$ 6,185    $ 2,646    $ 22,214
    

  

  

Net income per share:

                    

Basic – as reported

   $ 1.07    $ 0.73    $ 1.42

Basic – pro forma

   $ 0.29    $ 0.12    $ 1.03

Diluted – as reported

   $ 1.03    $ 0.69    $ 1.33

Diluted – pro forma

   $ 0.28    $ 0.12    $ 0.96

 

The weighted average grant-date fair values for options granted during the twelve months ended June 30, 2003, 2002 and 2001 were $14.09, $23.75 and $24.49, respectively, per option. The fair value of options at date of grant was estimated using the Black-Scholes option-pricing model with the following weighted-average assumptions:

 

     Years Ended June 30,

 
     2003

    2002

    2001

 

Option life

   6 years     6 years     6 years  

Risk-free interest rate

   4.37 %   4.68 %   4.97 %

Stock volatility

   81 %   81 %   80 %

Dividend rate

   0 %   0 %   0 %

 

The weighted-average fair value of purchase rights granted in fiscal 2003, 2002 and 2001 under the Company’s Employee Stock Purchase Plan were $9.12, $16.74 and $13.52, respectively. The fair value of the employees’ purchase rights was estimated using the Black-Scholes option-pricing model with the following assumptions: dividend yield of 0.0%; an expected life of six months; expected volatility of 79% for fiscal 2003, 81% for fiscal 2002 and 80% for fiscal 2001; and risk-free interest rates of 1.07% for fiscal 2003, 1.75% for fiscal 2002, and 3.63% for fiscal 2001.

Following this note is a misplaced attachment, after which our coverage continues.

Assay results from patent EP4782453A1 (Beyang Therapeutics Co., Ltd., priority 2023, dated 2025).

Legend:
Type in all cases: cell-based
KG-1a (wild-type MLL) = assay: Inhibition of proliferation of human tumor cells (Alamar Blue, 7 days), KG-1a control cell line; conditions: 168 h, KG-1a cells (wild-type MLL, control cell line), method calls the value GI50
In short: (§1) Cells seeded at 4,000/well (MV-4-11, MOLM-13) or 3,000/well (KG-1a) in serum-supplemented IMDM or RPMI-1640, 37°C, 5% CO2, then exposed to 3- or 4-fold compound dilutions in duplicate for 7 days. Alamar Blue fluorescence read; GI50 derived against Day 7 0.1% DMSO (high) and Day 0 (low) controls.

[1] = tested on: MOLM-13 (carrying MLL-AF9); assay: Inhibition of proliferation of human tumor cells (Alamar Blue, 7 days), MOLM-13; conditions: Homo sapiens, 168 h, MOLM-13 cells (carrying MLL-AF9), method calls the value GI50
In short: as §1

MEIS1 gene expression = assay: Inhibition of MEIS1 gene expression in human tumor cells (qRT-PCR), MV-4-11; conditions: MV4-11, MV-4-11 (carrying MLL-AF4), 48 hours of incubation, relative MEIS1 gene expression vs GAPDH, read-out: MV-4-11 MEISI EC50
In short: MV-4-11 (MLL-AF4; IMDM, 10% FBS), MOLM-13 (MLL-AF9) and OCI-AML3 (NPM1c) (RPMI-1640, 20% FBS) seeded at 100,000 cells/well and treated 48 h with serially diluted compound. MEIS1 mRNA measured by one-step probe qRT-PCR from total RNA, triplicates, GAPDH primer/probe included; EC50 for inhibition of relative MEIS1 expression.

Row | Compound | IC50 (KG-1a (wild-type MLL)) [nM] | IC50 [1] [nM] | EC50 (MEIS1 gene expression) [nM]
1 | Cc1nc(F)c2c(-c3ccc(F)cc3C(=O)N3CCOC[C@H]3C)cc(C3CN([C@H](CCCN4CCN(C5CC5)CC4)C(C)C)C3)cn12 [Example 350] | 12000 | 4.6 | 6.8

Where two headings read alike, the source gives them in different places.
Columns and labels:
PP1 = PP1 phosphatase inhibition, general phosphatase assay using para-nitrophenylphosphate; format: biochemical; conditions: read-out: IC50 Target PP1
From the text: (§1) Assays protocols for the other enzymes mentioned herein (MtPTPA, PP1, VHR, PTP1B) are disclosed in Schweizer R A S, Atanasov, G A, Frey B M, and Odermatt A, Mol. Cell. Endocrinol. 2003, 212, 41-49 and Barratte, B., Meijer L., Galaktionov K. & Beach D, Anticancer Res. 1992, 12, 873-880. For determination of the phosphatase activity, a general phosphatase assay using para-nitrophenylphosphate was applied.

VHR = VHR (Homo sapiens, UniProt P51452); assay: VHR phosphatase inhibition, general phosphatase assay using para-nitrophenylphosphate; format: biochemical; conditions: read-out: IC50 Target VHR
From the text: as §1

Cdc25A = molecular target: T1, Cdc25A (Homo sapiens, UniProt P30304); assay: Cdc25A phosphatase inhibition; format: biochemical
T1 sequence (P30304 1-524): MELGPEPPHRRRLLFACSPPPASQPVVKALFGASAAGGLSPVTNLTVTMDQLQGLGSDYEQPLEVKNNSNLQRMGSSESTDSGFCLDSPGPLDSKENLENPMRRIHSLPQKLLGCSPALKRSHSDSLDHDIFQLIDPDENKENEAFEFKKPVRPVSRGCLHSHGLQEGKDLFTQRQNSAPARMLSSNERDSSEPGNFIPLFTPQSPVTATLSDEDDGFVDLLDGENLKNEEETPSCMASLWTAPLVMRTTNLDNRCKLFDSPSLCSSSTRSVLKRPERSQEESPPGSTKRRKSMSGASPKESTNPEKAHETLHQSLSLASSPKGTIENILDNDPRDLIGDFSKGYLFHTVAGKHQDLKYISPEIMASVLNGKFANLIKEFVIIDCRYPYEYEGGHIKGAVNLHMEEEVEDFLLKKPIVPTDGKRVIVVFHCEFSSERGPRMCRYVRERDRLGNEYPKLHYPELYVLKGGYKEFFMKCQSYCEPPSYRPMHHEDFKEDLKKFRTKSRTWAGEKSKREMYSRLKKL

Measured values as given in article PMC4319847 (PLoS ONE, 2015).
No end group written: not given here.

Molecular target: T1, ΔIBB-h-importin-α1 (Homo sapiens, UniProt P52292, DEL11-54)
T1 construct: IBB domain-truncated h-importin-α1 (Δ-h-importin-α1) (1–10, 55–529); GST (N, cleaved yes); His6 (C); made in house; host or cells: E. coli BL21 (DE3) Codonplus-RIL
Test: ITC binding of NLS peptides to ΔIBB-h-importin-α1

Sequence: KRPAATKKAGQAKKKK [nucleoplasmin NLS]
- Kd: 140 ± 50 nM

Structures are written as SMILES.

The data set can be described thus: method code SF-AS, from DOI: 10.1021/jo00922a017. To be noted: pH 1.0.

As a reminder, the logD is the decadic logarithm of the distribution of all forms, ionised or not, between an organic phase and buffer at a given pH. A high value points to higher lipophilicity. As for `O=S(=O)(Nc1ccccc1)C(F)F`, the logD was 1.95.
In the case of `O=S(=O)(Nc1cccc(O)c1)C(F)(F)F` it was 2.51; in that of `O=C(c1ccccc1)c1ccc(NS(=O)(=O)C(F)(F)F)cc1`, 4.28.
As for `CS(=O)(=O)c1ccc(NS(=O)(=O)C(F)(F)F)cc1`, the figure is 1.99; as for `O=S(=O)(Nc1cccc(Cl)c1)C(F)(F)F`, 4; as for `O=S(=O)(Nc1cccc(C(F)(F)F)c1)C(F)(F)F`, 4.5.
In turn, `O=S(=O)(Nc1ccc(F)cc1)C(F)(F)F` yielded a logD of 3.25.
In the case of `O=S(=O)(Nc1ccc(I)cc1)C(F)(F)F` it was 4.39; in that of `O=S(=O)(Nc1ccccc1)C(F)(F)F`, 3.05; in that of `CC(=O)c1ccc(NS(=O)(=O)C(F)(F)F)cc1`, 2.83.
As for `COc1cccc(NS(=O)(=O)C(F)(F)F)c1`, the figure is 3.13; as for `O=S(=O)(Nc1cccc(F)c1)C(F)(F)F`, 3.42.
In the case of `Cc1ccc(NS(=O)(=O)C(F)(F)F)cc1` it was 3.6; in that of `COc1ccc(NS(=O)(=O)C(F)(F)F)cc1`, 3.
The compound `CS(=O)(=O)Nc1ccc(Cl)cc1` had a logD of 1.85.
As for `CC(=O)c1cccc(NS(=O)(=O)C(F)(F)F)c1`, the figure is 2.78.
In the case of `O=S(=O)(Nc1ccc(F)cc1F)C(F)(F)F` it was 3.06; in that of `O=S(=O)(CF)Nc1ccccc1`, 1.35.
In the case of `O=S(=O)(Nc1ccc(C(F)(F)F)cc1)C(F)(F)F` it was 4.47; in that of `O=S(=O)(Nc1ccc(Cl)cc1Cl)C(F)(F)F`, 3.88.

During the year ended June 30, 2003, the stock option agreements of certain employees were modified to provide accelerated vesting and extended exercise periods, which resulted in the recognition of $47 of stock-based compensation expense in that period. During the year ended June 30, 2002, the stock option agreements of certain employees were modified to provide accelerated vesting and extended exercise periods, which resulted in the recognition of $1,073 of stock-based compensation expense in that period. In addition, the Company recorded stock-based compensation expense of $864, $79 and $411 during the years ended June 30, 2003, 2002 and 2001, respectively, for stock options granted to non-employees. Such amounts reflect the fair value of options upon their final vesting dates as well as adjustments for the revaluation of a portion of the unvested options at each period-end. The fair value of these non-employee stock option grants was calculated using the Black-Scholes option-pricing model.

 

COMPREHENSIVE INCOME

 

Comprehensive income consists of net income and other comprehensive income (loss), which includes foreign currency translation adjustments and unrealized gains and losses on investments in marketable securities.

 

45


MERCURY COMPUTER SYSTEMS, INC.